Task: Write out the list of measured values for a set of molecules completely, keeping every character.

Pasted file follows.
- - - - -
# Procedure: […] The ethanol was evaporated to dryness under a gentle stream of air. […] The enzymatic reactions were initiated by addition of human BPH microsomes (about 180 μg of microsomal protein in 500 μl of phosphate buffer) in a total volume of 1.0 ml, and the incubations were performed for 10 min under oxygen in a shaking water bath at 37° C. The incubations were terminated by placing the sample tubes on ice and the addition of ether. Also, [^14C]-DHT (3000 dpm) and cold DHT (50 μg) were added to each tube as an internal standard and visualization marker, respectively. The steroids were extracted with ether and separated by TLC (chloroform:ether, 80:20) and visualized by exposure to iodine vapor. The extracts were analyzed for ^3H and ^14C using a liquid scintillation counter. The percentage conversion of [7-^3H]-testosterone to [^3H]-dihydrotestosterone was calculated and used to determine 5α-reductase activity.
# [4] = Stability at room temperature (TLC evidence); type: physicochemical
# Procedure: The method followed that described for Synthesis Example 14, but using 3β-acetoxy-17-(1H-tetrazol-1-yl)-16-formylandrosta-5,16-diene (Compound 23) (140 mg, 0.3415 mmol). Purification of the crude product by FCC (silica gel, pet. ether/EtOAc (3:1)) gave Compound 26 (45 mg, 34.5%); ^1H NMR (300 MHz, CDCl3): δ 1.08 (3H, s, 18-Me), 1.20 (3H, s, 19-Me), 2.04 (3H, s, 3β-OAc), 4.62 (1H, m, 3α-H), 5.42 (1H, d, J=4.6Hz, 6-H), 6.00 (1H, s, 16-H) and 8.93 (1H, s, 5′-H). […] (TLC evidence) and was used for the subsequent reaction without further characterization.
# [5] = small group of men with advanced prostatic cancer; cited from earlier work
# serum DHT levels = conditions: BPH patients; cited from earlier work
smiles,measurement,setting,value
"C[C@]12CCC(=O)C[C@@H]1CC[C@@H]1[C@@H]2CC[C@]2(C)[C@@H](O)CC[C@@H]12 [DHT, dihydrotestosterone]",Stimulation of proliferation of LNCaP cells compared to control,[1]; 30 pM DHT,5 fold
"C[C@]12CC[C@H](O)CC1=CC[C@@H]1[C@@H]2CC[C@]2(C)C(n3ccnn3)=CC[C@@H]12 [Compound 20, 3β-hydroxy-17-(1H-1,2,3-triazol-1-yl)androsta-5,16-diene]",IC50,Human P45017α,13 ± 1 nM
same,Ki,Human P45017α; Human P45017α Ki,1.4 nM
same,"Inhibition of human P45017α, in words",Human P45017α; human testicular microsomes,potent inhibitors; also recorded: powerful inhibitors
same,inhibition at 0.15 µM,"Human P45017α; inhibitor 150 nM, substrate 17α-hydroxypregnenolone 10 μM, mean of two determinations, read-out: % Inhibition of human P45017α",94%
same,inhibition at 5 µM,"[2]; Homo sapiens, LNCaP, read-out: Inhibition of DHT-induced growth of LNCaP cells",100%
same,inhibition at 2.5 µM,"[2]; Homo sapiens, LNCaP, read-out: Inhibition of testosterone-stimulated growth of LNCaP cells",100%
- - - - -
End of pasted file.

# Procedure: […] The ethanol was evaporated to dryness under a gentle stream of air. […] The enzymatic reactions were initiated by addition of human BPH microsomes (about 180 μg of microsomal protein in 500 μl of phosphate buffer) in a total volume of 1.0 ml, and the incubations were performed for 10 min under oxygen in a shaking water bath at 37° C. The incubations were terminated by placing the sample tubes on ice and the addition of ether. Also, [^14C]-DHT (3000 dpm) and cold DHT (50 μg) were added to each tube as an internal standard and visualization marker, respectively. The steroids were extracted with ether and separated by TLC (chloroform:ether, 80:20) and visualized by exposure to iodine vapor. The extracts were analyzed for ^3H and ^14C using a liquid scintillation counter. The percentage conversion of [7-^3H]-testosterone to [^3H]-dihydrotestosterone was calculated and used to determine 5α-reductase activity.
# [4] = Stability at room temperature (TLC evidence); type: physicochemical
# Procedure: The method followed that described for Synthesis Example 14, but using 3β-acetoxy-17-(1H-tetrazol-1-yl)-16-formylandrosta-5,16-diene (Compound 23) (140 mg, 0.3415 mmol). Purification of the crude product by FCC (silica gel, pet. ether/EtOAc (3:1)) gave Compound 26 (45 mg, 34.5%); ^1H NMR (300 MHz, CDCl3): δ 1.08 (3H, s, 18-Me), 1.20 (3H, s, 19-Me), 2.04 (3H, s, 3β-OAc), 4.62 (1H, m, 3α-H), 5.42 (1H, d, J=4.6Hz, 6-H), 6.00 (1H, s, 16-H) and 8.93 (1H, s, 5′-H). […] (TLC evidence) and was used for the subsequent reaction without further characterization.
# [5] = small group of men with advanced prostatic cancer; cited from earlier work
# serum DHT levels = conditions: BPH patients; cited from earlier work
smiles,measurement,setting,value
"C[C@]12CCC(=O)C[C@@H]1CC[C@@H]1[C@@H]2CC[C@]2(C)[C@@H](O)CC[C@@H]12 [DHT, dihydrotestosterone]",Stimulation of proliferation of LNCaP cells compared to control,[1]; 30 pM DHT,5 fold
"C[C@]12CC[C@H](O)CC1=CC[C@@H]1[C@@H]2CC[C@]2(C)C(n3ccnn3)=CC[C@@H]12 [Compound 20, 3β-hydroxy-17-(1H-1,2,3-triazol-1-yl)androsta-5,16-diene]",IC50,Human P45017α,13 ± 1 nM
same,Ki,Human P45017α; Human P45017α Ki,1.4 nM
same,"Inhibition of human P45017α, in words",Human P45017α; human testicular microsomes,potent inhibitors; also recorded: powerful inhibitors
same,inhibition at 0.15 µM,"Human P45017α; inhibitor 150 nM, substrate 17α-hydroxypregnenolone 10 μM, mean of two determinations, read-out: % Inhibition of human P45017α",94%
same,inhibition at 5 µM,"[2]; Homo sapiens, LNCaP, read-out: Inhibition of DHT-induced growth of LNCaP cells",100%
same,inhibition at 2.5 µM,"[2]; Homo sapiens, LNCaP, read-out: Inhibition of testosterone-stimulated growth of LNCaP cells",100%